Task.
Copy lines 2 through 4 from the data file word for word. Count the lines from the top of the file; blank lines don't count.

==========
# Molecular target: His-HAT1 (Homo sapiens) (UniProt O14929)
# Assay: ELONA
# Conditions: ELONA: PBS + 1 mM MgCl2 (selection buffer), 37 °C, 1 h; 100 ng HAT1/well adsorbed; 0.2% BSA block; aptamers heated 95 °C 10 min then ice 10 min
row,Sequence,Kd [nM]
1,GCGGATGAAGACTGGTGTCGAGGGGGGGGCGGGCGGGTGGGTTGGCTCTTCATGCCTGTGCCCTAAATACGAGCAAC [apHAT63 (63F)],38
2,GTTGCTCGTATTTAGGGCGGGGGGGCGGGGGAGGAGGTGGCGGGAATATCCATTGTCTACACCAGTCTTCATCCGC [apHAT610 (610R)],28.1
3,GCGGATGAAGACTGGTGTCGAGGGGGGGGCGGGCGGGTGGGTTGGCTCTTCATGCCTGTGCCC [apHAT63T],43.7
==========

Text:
# Assay: ELONA
# Conditions: ELONA: PBS + 1 mM MgCl2 (selection buffer), 37 °C, 1 h; 100 ng HAT1/well adsorbed; 0.2% BSA block; aptamers heated 95 °C 10 min then ice 10 min
row,Sequence,Kd [nM]